Judge Roy Moore Speaks!
A Christian right presidential run creaks a half-inch forward.
Chatterbox pointed out that the deadline for running on the Constitution Party ticket is June 23 (when the party opens its four-day national convention in Valley Forge, Pa.). Would he make a decision before then?
Well, again, I have no decision to make if I'm not planning to run. I just, you know, haven't got plans to run right now [italics Chatterbox's]. And if I do make a decision [to run] I guess it would be before November—er, June 23.
What's the timetable for Moore's legal appeal to win back his position as chief justice in Alabama? Moore has said he wants to pursue that before he does anything else. How long will it take?
I think that within, I would say, two to three weeks if not this Friday—I mean, we expected the ruling already, but there is some delay for some reason that I don't know—but we expect that decision within two to three weeks. And then of course we also would have an appeal to the United States Supreme Court should we desire to take it [italics Chatterbox's].
Note that Moore didn't say he'll file an appeal to the Supreme Court if he loses at the appellate level (as of course he will). He says he'll file an appeal if he feels like it. The distinction is important because it's pretty unlikely the Supreme Court would move quickly enough to leave Moore time to run for president after it declined to take the case or ruled against him—its only two conceivable options. The Supreme Court almost never moves very quickly. And it's hard to imagine the Republican-majority court would make an exception in order to allow Moore time to launch a third-party run that threatened Bush, the very guy the court went through so much trouble to send to the White House in 2000. Maybe Moore is starting to understand the Supremes have the motive and the means to play him for a sucker.
Does Moore recognize that his third-party candidacy for president might install John Kerry in the White House?
Well, I understand that scenario. ... I wouldn't necessarily enter a race to throw a race one way or the other. I think you run a race to win the race, and not just to affect an outcome, because the outcome is in God's hands, not in man's.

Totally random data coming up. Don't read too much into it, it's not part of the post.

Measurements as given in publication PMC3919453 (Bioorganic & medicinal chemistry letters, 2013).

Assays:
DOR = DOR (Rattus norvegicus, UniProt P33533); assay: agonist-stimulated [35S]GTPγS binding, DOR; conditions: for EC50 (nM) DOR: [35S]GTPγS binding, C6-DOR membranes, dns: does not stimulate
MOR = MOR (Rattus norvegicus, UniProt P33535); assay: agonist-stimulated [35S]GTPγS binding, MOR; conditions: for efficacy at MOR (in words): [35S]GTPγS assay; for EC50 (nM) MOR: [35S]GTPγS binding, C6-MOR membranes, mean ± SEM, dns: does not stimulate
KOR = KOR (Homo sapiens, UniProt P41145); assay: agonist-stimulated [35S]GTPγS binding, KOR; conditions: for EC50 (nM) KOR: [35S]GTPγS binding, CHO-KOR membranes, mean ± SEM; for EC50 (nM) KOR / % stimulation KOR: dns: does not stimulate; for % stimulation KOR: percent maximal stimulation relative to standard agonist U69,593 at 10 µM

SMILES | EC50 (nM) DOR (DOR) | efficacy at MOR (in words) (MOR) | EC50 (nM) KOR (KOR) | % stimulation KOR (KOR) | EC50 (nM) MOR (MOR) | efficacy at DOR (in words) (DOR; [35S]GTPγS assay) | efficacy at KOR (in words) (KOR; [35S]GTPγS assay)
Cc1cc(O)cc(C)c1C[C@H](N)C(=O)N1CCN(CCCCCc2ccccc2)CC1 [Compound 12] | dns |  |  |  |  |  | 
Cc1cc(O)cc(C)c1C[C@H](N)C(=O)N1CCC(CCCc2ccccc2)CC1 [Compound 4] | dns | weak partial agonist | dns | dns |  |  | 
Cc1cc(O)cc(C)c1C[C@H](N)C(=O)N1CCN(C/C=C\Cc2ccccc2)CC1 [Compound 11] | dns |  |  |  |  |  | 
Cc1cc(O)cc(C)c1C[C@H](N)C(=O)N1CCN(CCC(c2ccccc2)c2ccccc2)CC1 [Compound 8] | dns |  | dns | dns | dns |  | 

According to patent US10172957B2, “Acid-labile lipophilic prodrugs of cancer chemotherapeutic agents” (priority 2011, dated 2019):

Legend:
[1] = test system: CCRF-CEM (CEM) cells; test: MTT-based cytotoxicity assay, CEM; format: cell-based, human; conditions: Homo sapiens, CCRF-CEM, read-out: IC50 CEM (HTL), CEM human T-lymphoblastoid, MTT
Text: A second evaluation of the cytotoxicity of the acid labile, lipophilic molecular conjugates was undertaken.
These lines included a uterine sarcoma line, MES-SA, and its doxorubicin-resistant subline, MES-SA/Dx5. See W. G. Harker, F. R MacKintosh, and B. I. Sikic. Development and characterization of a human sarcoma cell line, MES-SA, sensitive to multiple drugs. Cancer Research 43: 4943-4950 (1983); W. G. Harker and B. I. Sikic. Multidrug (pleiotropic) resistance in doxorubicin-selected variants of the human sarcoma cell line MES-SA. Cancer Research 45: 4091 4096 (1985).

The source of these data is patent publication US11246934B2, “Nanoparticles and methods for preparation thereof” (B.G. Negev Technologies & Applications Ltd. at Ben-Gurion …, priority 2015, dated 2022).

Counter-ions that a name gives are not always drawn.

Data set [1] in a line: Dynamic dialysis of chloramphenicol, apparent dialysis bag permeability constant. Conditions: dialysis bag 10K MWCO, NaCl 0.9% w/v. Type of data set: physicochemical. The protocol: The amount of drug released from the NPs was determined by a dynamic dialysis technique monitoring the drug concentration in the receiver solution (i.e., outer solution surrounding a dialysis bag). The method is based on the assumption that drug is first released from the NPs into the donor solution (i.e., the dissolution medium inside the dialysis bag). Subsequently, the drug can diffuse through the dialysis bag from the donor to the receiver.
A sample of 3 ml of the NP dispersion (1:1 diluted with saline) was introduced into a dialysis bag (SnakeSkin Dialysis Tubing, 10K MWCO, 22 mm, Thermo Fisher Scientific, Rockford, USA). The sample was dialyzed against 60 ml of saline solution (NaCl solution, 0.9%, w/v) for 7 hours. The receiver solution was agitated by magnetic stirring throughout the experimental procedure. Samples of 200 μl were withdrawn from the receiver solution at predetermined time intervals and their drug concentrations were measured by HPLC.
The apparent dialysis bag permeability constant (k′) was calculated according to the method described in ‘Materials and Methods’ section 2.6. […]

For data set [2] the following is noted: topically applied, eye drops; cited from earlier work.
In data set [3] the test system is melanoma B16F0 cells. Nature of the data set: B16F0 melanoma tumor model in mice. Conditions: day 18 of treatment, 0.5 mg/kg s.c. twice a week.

Chatterbox took Moore's temperature on the Bush administration, making sure to remind him, Iago-like, that President Bush just appointed to the 11th circuit former Alabama Attorney General William H. Pryor, the guy who fired him.
Well, again, I do think there are problems there. I think that giving a judgeship to a man that follows blindly an order of a district judge that violates his oath and enters an unlawful order is a problem. And of course I don't favor that. And I think it's detrimental to the position of Christians in this country to do so.
Any other beefs with Bush's policies? Moore was unwilling to go further. When pressed, he said, "I'm sure I'd have the same differences with the Kerry administration were Kerry president." This created an opportunity to probe whether Moore saw a dime's worth of difference between the Democrats and the GOP. A conviction that the two major political parties are fundamentally indistinguishable—Tweedledum and Tweedledee—is the crucial prerequisite to launching a third-party candidacy.
I would say that there's not much difference these days between those who run under one party or another because they're all after seeking power. Power's not what the Constitution was about. The Constitution was about a limitation on power. It was about the fact that the judiciary should stick to interpreting the law, not making it.
Timothy Noah is a former Slate staffer. His book about income inequality is The Great Divergence.